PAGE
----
Reports of COVID-19 Diagnoses by Media Suggest Violations of HIPAA

When famous people are diagnosed with an illness or suffer an accident, that can be headline news. The Health Insurance Portability and Accountability Act (HIPAA) has no provisions that cover newspapers, websites, or other media outlets. Consequently, reporters can publish information about injuries and illnesses without fear of any reprisals, at least as far as HIPAA is concerned. When health information is reported, the reporter may be in the clear but that does not mean that HIPAA has not been violated.

There have been several cases where reporters have been contacted by hospital employees and have been provided with information about famous patients. When that information has been provided to a reporter by an employee of a hospital or other HIPAA-covered entity, the individual leaking the information will have violated HIPAA. A disclosure of protected health information (PHI) to the to the media by a hospital employee is generally not permitted by the HIPAA Privacy Rule.

The exception to the rule being if authorization has been given by a patient, in writing, to speak with the media and to disclose certain information, or when a request is received about a patient, by name, for information. In the case of the latter, it is permitted only to disclose general information about the patient, such as their status – deceased, critical, stable etc. – and only then when a request has been received about a patient who is mentioned by name.

Back in 2015, the New York Giants player, Jason Pierre-Paul, had details about a finger injury reported by ESPN reporter Adam Schefter. Schefter had not violated HIPAA, but his source was almost certainly at the hospital where Pierre-Paul had received treatment and that individual would have violated HIPAA.

More recently, a physician at Allergy Associates of Hartford in Connecticut spoke to a local news outlet about a patient who had submitted a complaint. Despite being advised by the practice not to speak to the media, and to instead to say ‘no comment’, the physician spoke out, and impermissibly disclosed some of the patients PHI. The HHS’ Office for Civil Rights (OCR) took action over the HIPAA violation and fined the practice $125,000 for the violation.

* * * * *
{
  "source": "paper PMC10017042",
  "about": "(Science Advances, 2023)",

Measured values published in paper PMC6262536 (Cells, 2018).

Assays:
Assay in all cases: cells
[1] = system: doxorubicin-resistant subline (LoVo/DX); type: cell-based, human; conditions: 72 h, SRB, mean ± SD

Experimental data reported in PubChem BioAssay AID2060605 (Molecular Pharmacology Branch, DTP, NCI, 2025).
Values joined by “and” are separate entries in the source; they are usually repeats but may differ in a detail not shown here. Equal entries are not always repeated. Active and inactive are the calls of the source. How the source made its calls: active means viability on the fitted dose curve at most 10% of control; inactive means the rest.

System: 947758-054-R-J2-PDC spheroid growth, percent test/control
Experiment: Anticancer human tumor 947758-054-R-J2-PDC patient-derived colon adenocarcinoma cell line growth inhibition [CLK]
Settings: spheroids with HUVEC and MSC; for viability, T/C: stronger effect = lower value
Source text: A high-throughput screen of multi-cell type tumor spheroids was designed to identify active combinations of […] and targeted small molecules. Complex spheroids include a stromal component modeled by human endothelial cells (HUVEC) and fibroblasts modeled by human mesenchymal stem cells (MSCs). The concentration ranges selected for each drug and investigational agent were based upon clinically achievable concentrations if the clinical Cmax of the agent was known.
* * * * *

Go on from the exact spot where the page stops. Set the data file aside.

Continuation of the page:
Disclosures to the media about illnesses has come under the spotlight once again following reports in the media about two high profile patients who have contracted COVID-19.

Ezekiel Elliott, a running back for the Dallas Cowboys, was named as having contracted COVID-19 by the NFL reporter Ian Rapoport, who tweeted about the diagnosis. The source of the information was not disclosed, but Elliot was certainly not best pleased. Elliott tweeted suggesting HIPAA may have been violated.

Around the same time, another disclosure to the media about a COVID-19 diagnosis was made, and again, questions have been raised about a potential HIPAA violation. Melinda Mitchel, Mayor of St. Martinsville in Louisiana, contracted COVID-19 and a newspaper reported that she had tested positive. That information had not come from the mayor’s team, and it appears that a hospital or testing facility employee may have leaved the information. Mayor Mitchell’s lawyers are now investigating to try to uncover the source of the leak and will take action if it turns out that HIPAA has been violated.

The issue of disclosures to the media has been covered by the HHS’ Office for Civil Rights on multiple occasions, but a reminder was issued on May 5, 2020 that the HIPAA Privacy Rule remains in effect during the COVID-19 public health emergency. While Notices of Enforcement discretion have been issued by OCR about certain aspects of HIPAA Rules, disclosures to the media are not covered and can still attract major financial penalties. PHI can only be disclosed to the media if prior authorization has been obtained from the patient in writing, and that also applies to hospitals considering allowing film crews on the premises.